Scythe feels to much like a very simple puzzle, with only 1 or 2 solutions, I never get the feeling I am playing a strategic multiplayer game, and I don't get the experience that I am playing against other people, I am racing against myself. I can see myself playing Scythe again in the future, but if I had a choice I would rather play other games that give me a similar experience such as - Hansa Tuetonica, which has a similar upgrade action system, but has so much more interaction, Terra Mystica which has a stronger asymmetrical faction design, a similar low level of interaction, but feels more complete and has a definite end point, and Kemet, for its continues push and pull interaction towards a final victor, and the theme and game play connection.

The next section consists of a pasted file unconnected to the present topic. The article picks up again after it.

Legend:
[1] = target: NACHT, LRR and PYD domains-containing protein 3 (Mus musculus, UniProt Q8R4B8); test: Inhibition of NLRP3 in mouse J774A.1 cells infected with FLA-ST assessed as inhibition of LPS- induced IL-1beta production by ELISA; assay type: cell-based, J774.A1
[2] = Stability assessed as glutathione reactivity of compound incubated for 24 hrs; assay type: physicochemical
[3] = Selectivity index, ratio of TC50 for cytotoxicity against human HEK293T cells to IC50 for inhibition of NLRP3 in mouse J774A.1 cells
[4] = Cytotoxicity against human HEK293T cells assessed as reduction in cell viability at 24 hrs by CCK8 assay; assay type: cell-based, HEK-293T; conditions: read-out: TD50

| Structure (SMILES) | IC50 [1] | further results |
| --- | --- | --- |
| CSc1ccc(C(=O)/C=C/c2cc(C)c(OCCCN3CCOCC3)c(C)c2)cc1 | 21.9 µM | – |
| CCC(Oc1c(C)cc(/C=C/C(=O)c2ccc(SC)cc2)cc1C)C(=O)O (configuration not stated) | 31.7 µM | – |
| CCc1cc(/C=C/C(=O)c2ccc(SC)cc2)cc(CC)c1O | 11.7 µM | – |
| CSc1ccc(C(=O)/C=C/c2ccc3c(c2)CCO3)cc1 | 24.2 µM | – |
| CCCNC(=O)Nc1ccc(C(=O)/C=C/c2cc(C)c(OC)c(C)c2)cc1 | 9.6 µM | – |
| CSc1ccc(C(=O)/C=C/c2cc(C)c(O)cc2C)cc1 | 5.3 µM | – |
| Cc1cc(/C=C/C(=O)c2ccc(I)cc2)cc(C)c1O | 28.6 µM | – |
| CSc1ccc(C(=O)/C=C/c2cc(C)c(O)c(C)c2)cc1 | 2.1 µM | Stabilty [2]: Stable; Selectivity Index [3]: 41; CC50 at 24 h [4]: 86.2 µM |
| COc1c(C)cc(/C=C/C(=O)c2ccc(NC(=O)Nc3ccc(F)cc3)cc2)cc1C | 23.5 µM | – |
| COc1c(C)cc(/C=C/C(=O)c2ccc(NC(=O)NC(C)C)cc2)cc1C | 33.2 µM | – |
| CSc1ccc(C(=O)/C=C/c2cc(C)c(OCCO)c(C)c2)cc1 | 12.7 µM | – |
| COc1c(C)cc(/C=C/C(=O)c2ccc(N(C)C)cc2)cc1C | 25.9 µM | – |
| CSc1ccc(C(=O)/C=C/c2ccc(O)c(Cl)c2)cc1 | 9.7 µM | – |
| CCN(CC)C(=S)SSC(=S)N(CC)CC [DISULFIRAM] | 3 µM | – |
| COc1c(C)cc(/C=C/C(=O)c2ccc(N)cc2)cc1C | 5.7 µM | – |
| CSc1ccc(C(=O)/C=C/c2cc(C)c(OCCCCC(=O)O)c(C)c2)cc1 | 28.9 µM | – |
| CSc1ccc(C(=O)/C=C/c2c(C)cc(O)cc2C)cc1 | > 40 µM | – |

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Richard Derr
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Interesting take. I'm wondering if you played all your games against the same people or with a bunch of different opponents?

I've played with 2 separate groups of people. The one group is much more solitaire and more focused on engine building. The second group went attack crazy. The Saxony faction place 4 stars from battle and dictated the whole board. Those 2 games were extremely different feels and the strategies required to win in each are vastly different. Not to mention you should be playing fairly different strategies with each faction.

As far as never seeing anyone taking the battle card top action, I'm surprised. When I play the Crimean faction, I usually take that action at least once in a game. Their ability to use battle cards as resources is nice. Now you can sit on solid battle cards or burn them at key moments as a resource. However, I will agree with you outside of having the Crimean faction, accumulating a lot of battle cards is fairly useless.